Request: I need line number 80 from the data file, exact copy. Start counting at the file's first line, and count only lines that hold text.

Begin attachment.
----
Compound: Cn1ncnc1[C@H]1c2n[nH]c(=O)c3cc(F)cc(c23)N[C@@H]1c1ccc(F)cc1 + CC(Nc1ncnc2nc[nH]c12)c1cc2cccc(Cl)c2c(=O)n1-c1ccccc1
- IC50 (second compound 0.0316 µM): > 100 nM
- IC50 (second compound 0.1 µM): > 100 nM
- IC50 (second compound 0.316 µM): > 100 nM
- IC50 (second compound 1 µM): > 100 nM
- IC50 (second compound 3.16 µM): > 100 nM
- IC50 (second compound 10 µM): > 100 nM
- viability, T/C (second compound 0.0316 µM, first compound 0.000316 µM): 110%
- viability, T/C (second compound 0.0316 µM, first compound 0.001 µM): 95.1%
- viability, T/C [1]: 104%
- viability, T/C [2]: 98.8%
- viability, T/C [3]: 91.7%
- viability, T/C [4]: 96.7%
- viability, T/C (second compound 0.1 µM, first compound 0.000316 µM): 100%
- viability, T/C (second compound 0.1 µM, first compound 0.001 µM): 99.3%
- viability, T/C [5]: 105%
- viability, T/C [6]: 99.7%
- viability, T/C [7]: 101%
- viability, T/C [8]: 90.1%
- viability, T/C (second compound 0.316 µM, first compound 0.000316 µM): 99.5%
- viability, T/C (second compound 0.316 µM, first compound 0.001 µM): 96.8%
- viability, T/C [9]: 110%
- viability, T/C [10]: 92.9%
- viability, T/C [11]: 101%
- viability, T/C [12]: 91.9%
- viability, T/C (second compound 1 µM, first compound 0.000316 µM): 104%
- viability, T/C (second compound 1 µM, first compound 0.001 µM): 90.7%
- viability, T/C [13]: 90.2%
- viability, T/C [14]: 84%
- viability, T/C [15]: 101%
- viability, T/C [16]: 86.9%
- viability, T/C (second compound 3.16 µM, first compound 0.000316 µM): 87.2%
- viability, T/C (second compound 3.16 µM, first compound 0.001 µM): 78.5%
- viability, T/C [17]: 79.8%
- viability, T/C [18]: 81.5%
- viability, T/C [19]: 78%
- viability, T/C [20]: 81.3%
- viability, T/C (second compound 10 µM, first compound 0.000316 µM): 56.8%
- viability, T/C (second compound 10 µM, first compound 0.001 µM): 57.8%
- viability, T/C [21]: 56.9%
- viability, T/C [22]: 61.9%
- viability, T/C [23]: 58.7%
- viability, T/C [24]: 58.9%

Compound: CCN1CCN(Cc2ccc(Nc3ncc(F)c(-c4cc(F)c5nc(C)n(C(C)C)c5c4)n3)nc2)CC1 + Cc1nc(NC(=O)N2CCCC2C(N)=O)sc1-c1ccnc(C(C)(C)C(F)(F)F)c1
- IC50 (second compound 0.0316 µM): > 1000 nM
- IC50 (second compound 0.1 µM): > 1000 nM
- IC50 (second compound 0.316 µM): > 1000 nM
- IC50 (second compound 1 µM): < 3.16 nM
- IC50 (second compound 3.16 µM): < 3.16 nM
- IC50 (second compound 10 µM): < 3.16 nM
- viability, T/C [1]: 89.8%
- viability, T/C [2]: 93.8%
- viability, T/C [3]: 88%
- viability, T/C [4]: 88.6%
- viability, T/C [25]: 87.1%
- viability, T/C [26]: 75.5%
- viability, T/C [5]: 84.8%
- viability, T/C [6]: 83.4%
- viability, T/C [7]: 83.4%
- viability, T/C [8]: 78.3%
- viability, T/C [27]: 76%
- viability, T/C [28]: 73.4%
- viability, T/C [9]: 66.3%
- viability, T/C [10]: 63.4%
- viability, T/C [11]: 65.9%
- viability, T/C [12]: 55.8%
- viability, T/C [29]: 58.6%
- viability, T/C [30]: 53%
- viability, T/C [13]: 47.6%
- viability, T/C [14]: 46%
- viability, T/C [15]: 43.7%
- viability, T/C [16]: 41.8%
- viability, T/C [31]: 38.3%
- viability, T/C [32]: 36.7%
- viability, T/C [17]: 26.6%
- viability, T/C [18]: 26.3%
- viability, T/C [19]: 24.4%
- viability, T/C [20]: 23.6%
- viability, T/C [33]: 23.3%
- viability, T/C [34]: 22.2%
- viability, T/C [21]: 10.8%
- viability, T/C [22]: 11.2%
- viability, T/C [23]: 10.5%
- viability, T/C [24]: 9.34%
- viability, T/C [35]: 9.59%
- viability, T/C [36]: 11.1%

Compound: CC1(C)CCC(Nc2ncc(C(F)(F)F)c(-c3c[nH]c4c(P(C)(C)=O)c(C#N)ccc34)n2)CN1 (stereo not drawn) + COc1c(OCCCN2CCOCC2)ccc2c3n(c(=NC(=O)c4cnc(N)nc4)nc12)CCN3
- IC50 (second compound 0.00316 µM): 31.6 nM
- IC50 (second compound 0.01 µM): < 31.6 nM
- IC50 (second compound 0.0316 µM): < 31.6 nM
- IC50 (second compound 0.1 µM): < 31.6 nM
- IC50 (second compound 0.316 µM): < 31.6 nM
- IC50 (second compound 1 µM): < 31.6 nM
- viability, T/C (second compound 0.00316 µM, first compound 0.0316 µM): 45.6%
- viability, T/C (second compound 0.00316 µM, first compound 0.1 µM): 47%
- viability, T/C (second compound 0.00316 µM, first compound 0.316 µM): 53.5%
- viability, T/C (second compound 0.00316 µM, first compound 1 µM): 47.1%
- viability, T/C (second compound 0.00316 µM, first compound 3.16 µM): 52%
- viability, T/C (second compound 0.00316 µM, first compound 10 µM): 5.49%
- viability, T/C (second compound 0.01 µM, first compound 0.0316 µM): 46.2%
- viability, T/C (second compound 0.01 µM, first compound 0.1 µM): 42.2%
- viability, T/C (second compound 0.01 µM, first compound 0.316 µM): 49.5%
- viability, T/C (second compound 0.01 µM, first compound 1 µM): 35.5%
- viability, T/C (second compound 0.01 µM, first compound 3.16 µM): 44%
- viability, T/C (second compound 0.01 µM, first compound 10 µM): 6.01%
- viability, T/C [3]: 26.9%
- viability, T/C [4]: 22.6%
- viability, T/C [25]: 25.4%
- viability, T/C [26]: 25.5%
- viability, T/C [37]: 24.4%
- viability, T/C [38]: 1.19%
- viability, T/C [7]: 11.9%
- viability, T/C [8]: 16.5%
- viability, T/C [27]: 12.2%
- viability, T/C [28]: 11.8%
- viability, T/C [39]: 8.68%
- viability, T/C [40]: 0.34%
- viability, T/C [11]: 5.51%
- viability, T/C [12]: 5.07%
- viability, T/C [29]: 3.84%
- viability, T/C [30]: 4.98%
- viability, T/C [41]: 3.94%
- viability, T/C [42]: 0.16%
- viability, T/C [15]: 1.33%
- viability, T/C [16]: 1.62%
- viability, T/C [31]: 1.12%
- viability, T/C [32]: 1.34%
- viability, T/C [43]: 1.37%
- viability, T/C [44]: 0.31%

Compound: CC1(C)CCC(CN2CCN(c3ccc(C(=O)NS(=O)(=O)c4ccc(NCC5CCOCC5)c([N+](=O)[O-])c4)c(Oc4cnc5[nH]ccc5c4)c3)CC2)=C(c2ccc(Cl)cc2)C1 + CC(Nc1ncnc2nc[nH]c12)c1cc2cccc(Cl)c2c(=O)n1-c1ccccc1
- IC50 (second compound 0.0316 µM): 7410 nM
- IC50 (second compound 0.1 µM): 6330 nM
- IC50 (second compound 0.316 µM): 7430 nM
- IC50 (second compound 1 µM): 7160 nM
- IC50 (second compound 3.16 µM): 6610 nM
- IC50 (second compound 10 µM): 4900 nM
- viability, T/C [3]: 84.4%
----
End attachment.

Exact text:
- viability, T/C [34]: 22.2%